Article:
On September 20, 2017, Hurricane Maria, a category 4 storm, hit Puerto Rico. It’s now known to be one of the deadliest storms in U.S. history, and according to Rolling Stone, Maria caused about $100 billion in damage, left 3 million people without power, and damaged or destroyed more than 300,000 homes. It was nearly a year before power was restored.
Recent estimates put the death toll at 2,975, and a survey by the Washington Post and the Kaiser Family Foundation found that 25 percent of Puerto Ricans report their daily lives are still disrupted now, a year after the storm.
There is still much to be done to support the island and protect future destruction. Ahead, just a few ways you can help those affected:
Visit the Island
It can feel respectful to stay away after a natural disaster, but giving your tourism dollars is a great way to assist the island in its recovery. According to New York magazine, tourism dollars can help more than 50,000 people keep jobs and keep businesses running, so when planning your next vacation, ask your friends if you can hit up the shores of PR.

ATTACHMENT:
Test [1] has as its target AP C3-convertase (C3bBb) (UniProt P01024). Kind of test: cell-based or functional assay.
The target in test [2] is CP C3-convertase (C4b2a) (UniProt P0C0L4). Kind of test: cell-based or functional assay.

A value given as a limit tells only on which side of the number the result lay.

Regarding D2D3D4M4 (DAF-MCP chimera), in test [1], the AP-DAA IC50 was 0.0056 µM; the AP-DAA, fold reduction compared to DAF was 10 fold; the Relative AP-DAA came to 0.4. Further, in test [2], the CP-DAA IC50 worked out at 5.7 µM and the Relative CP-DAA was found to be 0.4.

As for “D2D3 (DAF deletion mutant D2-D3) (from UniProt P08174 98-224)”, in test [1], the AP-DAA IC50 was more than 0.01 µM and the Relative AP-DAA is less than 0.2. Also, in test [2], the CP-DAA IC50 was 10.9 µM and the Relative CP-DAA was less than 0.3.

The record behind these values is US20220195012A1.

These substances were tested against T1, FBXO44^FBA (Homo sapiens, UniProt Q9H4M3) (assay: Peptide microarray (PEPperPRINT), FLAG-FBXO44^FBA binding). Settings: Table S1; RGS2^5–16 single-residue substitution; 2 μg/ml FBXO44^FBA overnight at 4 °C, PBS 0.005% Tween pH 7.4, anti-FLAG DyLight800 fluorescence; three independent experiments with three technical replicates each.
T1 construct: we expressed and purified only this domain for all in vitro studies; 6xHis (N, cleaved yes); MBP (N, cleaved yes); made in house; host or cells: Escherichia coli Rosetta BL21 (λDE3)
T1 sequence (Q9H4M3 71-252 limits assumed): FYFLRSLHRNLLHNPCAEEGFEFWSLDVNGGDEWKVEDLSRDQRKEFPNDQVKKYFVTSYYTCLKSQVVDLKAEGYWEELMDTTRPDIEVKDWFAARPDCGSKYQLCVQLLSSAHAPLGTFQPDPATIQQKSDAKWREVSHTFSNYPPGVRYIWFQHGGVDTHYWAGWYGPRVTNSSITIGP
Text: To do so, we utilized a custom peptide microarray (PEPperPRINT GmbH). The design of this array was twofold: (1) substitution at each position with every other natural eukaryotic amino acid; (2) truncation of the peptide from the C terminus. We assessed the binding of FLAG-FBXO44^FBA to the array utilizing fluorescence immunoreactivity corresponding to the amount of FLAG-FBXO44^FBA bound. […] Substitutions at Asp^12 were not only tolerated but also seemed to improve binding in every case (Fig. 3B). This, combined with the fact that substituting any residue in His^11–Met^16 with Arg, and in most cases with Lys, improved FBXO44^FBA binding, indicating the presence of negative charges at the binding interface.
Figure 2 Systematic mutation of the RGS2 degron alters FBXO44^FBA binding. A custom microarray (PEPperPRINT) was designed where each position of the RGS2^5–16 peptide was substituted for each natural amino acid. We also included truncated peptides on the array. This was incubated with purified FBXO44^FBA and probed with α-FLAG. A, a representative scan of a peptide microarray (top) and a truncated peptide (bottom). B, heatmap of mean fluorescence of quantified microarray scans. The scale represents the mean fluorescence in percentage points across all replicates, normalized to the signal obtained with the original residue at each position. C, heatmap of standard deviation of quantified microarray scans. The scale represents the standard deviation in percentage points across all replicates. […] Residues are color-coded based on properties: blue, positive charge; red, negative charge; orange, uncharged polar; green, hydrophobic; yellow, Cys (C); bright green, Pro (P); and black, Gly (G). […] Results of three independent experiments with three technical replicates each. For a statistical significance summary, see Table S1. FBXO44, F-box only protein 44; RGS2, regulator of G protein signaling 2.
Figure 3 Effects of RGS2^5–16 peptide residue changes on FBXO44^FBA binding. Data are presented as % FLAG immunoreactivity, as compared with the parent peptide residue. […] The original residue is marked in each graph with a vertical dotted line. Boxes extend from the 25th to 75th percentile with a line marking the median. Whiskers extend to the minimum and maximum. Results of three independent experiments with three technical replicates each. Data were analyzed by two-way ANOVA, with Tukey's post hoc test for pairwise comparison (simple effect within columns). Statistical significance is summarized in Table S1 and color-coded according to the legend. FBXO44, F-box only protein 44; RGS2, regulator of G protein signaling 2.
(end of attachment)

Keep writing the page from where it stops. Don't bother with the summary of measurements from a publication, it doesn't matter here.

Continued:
While you’re there, check out one of Puerto Rico’s many farmer’s markets in order to support farmers who might have lost buyers; Camille Collazo of Visit Rico told New York that Mercado Agrícola Natural in Old San Juan is a great spot, if you’re in the capital.
If you do decide to go to Puerto Rico, the magazine also suggests taking time to head outside the capital and support other towns and communities, who really depend on their local economies, like Arecibo, Ponce, Mayagüez, and Isabela.
Volunteer on the Island
If you do decide to make the trip, consider volunteering during your visit. You can even explore the island while volunteering with the environmental conservation group, Para La Naturaleza. The group hosts volunteer events, which include tree nursery maintenance and sea turtle protection, for anyone who wants to lend a hand. According to Travel and Leisure, taking a PLN tour can also give back to the organization’s efforts; tours might involve snorkeling to a coral reef or kayaking to a bioluminescent lagoon.
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